Saturday, July 23, 2011

3 Missteps in the Captain America movie

Halfway through the new Captain America movie, I leaned over and whispered to Emma, "This is the best movie ever."

I was eight when Captain America was brought into the Marvel Age in Avengers #4. I imprinted immediately. Captain America was and is my favorite superhero. There are a lot of reasons I love him, but as an adult, my best explanation is this: Captain America is the perfect socialist superhero. He wanted to do good, and the government helped him achieve his dreams.

Loving the character makes me either the movie’s easiest or hardest critic. Either way, I caught three missteps that weakened the second half. If you don’t know the Captain’s history, be warned: there are spoilers in what follows. If you know it, relax. For this fanboy, the movie’s greatest strength is that it follows the outline that Lee and Kirby provided and improves on nearly every detail.

  • Bucky dies too soon.
I can’t help but wonder if the director was seduced by having Tommy Lee Jones and therefore put him in a scene that should’ve been Bucky’s.

How it should’ve gone: In the capture of Zola, Bucky should almost fall to his death, and Cap saves him. Then, at the end, the three people in the car pursuing the Red Skull’s airship are Peggy, Bucky, and Cap. Cap makes the leap. Bucky jumps, is shot in midair by the Red Skull, and falls to his death.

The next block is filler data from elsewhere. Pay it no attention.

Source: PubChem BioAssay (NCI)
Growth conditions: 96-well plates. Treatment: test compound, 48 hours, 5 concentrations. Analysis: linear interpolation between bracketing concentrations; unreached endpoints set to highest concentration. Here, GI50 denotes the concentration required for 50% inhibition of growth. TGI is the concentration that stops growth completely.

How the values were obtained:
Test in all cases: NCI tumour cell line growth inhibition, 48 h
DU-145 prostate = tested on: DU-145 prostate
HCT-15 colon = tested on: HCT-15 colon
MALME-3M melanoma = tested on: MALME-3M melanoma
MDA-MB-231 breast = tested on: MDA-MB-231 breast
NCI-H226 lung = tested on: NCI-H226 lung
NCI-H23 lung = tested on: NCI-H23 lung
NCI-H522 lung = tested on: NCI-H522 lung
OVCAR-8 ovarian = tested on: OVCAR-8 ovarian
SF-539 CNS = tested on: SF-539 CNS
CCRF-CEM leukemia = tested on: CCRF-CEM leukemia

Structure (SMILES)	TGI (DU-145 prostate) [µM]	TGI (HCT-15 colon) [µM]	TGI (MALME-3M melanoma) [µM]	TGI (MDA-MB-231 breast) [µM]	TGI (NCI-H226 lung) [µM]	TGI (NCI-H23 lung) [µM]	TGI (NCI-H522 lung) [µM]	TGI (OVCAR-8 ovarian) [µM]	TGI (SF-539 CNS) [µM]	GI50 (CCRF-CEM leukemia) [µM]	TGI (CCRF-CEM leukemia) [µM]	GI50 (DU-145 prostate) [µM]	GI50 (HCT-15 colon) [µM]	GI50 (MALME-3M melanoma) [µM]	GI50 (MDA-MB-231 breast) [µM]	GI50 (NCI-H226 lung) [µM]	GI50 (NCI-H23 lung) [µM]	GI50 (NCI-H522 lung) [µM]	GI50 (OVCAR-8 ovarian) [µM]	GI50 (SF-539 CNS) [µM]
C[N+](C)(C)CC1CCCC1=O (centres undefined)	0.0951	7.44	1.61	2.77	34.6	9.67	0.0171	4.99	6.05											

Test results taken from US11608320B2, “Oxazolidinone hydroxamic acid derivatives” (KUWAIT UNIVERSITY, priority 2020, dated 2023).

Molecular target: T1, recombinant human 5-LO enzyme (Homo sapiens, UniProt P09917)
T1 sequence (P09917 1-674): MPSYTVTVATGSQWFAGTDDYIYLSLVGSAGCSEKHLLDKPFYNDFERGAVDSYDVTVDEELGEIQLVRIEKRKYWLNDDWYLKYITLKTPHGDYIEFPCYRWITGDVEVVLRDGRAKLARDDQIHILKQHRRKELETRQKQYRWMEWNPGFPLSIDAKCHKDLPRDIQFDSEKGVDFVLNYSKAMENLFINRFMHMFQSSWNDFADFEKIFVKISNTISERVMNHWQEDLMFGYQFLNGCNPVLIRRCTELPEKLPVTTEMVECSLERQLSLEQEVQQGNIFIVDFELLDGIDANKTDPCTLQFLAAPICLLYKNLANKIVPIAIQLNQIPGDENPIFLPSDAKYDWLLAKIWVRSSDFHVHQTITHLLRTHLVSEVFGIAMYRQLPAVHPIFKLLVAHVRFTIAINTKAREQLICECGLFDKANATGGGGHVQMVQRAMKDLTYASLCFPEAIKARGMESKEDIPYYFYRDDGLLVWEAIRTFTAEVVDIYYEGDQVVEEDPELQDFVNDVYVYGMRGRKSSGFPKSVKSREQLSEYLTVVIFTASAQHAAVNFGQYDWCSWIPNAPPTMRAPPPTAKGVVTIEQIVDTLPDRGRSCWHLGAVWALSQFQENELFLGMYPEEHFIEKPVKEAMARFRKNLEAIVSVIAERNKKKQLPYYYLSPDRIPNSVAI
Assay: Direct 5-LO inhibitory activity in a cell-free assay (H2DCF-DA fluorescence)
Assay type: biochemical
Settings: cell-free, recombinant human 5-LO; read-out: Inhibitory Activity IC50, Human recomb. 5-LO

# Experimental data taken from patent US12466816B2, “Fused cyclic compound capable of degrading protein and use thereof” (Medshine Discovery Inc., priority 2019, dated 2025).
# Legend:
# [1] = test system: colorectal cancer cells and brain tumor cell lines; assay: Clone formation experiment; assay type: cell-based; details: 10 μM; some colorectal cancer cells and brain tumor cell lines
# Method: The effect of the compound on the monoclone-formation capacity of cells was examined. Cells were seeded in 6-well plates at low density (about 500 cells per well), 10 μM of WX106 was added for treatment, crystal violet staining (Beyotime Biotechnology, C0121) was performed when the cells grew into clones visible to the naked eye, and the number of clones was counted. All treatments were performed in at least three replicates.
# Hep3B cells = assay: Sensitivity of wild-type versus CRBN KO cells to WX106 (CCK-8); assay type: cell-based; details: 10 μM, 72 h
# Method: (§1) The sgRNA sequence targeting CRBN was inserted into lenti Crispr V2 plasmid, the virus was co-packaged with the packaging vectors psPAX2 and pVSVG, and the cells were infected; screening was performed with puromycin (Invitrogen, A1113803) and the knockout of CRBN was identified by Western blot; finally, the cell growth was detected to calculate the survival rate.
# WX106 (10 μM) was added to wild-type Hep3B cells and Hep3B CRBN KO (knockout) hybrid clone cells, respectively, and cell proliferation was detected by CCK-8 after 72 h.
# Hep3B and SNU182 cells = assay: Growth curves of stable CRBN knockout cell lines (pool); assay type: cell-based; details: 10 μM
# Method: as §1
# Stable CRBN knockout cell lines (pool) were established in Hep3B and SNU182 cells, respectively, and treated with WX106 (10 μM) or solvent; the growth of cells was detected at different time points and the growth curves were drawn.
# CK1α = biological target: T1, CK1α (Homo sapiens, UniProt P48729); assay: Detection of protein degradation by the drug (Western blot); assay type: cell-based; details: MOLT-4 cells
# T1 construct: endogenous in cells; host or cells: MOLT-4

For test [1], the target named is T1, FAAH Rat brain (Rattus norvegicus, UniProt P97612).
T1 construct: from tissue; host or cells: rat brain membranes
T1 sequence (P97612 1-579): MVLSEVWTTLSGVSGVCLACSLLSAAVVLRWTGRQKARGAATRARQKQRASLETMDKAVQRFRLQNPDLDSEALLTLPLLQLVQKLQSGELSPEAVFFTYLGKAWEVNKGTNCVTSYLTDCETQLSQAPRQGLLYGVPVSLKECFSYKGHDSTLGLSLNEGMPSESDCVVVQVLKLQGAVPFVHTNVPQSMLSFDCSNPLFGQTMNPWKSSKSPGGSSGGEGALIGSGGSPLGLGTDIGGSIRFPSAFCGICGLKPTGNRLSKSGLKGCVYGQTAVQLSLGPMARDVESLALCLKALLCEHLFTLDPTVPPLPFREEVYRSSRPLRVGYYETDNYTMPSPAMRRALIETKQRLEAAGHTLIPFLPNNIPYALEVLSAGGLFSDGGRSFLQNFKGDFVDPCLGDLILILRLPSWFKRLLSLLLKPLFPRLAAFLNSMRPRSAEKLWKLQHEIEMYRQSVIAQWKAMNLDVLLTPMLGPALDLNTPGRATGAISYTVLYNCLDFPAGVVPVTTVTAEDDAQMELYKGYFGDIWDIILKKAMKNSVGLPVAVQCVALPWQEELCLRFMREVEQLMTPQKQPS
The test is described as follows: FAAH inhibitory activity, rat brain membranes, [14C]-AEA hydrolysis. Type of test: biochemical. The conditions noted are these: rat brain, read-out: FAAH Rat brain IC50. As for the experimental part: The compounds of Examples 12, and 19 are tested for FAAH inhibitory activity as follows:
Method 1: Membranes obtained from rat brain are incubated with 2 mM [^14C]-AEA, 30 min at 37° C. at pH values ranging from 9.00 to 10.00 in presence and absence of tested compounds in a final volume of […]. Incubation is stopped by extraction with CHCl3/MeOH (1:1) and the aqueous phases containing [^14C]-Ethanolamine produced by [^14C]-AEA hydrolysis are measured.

• Peggy does not appear at the end.
How it should’ve gone: In her home or nursing home, the 90-something-year-old Peggy should see Cap, then, after a long beat, say, “You’re late.” He says something self-deprecating and gently takes her into his arms. As the closing music plays, they dance.

Done right, there wouldn’t be a dry eye in the house. Yes, that's an unusual ending for an adventure movie, but on the long list of things people forget is that great adventure movies have emotionally complex resolutions. Casablanca, anyone?

  • When the credits roll, the propaganda posters are a mistake.
What Cap lost by being frozen for 70 years wasn’t propaganda. He states early on that he doesn’t want to kill Nazis, he wants to stop bullies. The images should’ve been the things he loved about life in the 1940s, the milk man on his route, the dance clubs, the children playing in the streets, etc.

Captain America is a smarter movie than it needs to be. I knew that when I heard this tossed-off line: “The first country the Nazis invaded was their own.” It could’ve been even better, but this fanboy is content.

My advice: If you're tempted, go. If superheroes just seem silly to you, don't.